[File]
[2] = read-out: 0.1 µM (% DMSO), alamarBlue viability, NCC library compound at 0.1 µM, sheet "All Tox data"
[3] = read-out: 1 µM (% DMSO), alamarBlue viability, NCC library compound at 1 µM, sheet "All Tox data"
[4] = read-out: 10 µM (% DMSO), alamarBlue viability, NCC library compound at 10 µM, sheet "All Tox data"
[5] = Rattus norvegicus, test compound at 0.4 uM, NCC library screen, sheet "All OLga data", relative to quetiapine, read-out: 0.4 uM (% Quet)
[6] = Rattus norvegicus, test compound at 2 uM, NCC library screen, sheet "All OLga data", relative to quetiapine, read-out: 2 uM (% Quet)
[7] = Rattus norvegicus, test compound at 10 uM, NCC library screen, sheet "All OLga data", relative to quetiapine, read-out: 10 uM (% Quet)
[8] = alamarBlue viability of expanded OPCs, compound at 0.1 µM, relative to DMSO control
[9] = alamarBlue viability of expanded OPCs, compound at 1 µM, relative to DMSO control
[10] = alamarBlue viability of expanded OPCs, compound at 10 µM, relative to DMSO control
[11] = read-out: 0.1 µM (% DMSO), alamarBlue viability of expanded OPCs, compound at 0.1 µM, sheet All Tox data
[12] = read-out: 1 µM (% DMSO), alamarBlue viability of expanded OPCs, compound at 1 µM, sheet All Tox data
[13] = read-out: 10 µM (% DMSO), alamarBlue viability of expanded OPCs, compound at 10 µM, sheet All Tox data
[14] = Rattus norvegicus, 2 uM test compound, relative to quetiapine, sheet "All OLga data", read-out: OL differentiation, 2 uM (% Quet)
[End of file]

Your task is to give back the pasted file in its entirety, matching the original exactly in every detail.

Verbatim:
[2] = read-out: 0.1 µM (% DMSO), alamarBlue viability, NCC library compound at 0.1 µM, sheet "All Tox data"
[3] = read-out: 1 µM (% DMSO), alamarBlue viability, NCC library compound at 1 µM, sheet "All Tox data"
[4] = read-out: 10 µM (% DMSO), alamarBlue viability, NCC library compound at 10 µM, sheet "All Tox data"
[5] = Rattus norvegicus, test compound at 0.4 uM, NCC library screen, sheet "All OLga data", relative to quetiapine, read-out: 0.4 uM (% Quet)
[6] = Rattus norvegicus, test compound at 2 uM, NCC library screen, sheet "All OLga data", relative to quetiapine, read-out: 2 uM (% Quet)
[7] = Rattus norvegicus, test compound at 10 uM, NCC library screen, sheet "All OLga data", relative to quetiapine, read-out: 10 uM (% Quet)
[8] = alamarBlue viability of expanded OPCs, compound at 0.1 µM, relative to DMSO control
[9] = alamarBlue viability of expanded OPCs, compound at 1 µM, relative to DMSO control
[10] = alamarBlue viability of expanded OPCs, compound at 10 µM, relative to DMSO control
[11] = read-out: 0.1 µM (% DMSO), alamarBlue viability of expanded OPCs, compound at 0.1 µM, sheet All Tox data
[12] = read-out: 1 µM (% DMSO), alamarBlue viability of expanded OPCs, compound at 1 µM, sheet All Tox data
[13] = read-out: 10 µM (% DMSO), alamarBlue viability of expanded OPCs, compound at 10 µM, sheet All Tox data
[14] = Rattus norvegicus, 2 uM test compound, relative to quetiapine, sheet "All OLga data", read-out: OL differentiation, 2 uM (% Quet)